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I’m Being Discharged... Now What?

I’m Being Discharged…Now What?

So, you’ve just spent the last 6 days in the hospital due to a flare up of your COPD. Now the doctor has told you it’s time to go home. What now? You feel better, but certainly not ready to run a marathon. The idea of going home is overwhelming. However, take heart! This process of discharge is not a random shot in the dark as to your readiness, nor does it mean you’re now on your own. In actuality, the discharge process is critically important to ensuring you remain healthy after you’re home. In fact, it is so important that in most hospitals the discharge process actually begins behind the scenes as soon as you’re admitted.

Here are a few helpful hints for a smooth transition from hospital to home that we share with our patients.

Take Advantage of Help

First, remember that there are people in the hospital whose sole purpose is to make this as easy a transition as possible. In many facilities, it is their job to arrange home care, make follow up doctor’s appointments, make plans for medication deliveries, coordinate home oxygen if needed, and in general do most of the legwork for you. So, take advantage of that provision.
Have a written list of questions and concerns that you can ask the care manager or discharge nurse. It’s always best to have a family member or good friend with you when the discharge instructions are being given; these instructions play an important role in the discharge process. But often so much information is provided at one time that it’s nearly impossible to remember everything. If fact, you may need to ask the person giving you instructions to repeat it several times. It’s also a good idea to “teach it back” to the person giving you the information. We remember something better if we repeat it.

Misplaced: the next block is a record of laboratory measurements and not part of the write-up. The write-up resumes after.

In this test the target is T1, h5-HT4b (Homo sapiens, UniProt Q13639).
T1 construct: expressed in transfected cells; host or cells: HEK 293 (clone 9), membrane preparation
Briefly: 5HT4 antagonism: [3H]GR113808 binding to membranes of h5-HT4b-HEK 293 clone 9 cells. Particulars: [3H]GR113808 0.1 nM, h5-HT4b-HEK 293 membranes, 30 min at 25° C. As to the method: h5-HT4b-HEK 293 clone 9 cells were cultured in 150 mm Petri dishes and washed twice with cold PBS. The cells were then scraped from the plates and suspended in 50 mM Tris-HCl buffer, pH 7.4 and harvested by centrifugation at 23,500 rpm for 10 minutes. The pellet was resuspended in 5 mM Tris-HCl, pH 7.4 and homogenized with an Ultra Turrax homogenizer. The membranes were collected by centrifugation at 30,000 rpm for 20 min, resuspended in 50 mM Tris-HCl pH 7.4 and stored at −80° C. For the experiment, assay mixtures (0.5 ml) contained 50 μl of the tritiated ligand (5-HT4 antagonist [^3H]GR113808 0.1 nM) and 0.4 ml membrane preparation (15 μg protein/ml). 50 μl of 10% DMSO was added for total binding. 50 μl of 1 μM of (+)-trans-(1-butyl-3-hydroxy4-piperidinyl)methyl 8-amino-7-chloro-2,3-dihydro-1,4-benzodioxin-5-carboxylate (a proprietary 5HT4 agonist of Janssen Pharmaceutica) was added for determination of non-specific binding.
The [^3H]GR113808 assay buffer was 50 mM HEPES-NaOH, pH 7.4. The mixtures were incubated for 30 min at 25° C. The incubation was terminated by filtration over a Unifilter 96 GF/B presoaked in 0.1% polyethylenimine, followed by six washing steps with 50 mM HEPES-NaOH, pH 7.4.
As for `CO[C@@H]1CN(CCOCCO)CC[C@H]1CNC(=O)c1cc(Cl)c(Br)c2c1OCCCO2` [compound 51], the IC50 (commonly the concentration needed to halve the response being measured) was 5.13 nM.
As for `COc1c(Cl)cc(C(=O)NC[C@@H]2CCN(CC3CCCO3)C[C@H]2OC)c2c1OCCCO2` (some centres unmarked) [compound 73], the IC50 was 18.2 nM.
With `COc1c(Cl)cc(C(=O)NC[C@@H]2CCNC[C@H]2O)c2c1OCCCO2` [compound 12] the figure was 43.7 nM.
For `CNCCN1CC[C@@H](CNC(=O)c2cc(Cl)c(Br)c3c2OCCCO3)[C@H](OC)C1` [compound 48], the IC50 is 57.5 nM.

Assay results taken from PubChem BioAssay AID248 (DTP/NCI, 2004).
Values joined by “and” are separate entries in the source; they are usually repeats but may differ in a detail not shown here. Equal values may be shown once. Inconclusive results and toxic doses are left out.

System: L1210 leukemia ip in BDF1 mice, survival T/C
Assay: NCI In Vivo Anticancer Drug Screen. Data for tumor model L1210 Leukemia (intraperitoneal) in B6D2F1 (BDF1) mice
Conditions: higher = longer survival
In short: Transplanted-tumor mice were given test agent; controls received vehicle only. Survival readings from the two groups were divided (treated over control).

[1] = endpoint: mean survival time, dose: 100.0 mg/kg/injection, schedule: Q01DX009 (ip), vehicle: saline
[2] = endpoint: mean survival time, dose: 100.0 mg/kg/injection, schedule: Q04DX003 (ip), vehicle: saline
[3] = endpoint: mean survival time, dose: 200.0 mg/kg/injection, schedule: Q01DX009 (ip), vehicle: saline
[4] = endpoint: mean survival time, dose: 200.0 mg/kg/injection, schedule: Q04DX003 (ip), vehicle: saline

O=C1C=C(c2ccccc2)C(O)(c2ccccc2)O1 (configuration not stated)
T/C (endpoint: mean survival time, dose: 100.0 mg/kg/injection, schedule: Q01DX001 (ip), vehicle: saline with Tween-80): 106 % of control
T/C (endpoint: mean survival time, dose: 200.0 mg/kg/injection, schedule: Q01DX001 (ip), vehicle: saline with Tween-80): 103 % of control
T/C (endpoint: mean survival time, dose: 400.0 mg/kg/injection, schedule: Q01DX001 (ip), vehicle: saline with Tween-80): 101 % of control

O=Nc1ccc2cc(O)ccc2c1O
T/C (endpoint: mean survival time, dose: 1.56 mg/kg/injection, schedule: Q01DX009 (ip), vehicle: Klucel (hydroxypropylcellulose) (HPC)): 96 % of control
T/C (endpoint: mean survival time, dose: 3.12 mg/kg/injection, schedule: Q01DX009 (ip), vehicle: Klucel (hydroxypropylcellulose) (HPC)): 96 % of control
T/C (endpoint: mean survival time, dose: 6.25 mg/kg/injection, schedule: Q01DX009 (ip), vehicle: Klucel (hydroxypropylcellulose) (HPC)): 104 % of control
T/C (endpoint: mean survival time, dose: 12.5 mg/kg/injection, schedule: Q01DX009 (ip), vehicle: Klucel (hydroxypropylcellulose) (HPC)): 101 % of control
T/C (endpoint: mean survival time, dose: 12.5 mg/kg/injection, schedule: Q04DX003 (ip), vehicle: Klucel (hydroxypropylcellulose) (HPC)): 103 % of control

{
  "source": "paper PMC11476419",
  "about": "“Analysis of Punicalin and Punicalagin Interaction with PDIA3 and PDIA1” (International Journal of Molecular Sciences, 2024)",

Get the Info!

It is your right to have all discharge information, both spoken and written, provided in your first language. If this service is not provided to you and you feel you would understand more in your native language, it’s within your rights to ask for it.

Check the Medication

There is the possibility that your medications have been changed or adjusted during your hospital stay, so this will be discussed with you. Make sure you understand the purpose of each new medication and how often you’ll be taking it. Studies have shown that medication errors are common after a person is home from the hospital because they didn’t understand the new regimen. Your provider should give you a written list of all medications you will now be taking. Through partnerships with local pharmacies, some of your medications may be delivered to the hospital even before you’re discharged.

Grab the Phone!

Some of the discussion should revolve around what you can expect for the first few days home. You should be given a phone number to call with any questions you may have. Feel free to use it. In addition, you will most likely receive calls from the hospital in the days following your discharge to make sure everything is going well. Ask questions when they call; it’s a wonderful resource to take advantage of.

Connect with the Community

There may be community services available in your area such as meals, transportation, or support groups. Sadly, while some of these services are provided free of charge, many are not. However, if something is determined to be “medically necessary” by your doctor, you may be eligible to receive equipment or care. It usually requires a letter be submitted by your physician stating the reasons it’s necessary.

Stay Healthy!

Once you’re home do everything in your power to stay as healthy as possible. Quit smoking if you haven’t already, stay away from sick people, wash your hands frequently, take your medications faithfully, eat healthy balanced meals, drink plenty of fluids, and try your best to manage stress – it’s a killer to the immune system. Call your doctor immediately if you notice shortness of breath, increased mucous production, fever, swelling in your extremities or tightness in your chest that isn’t relieved by medication.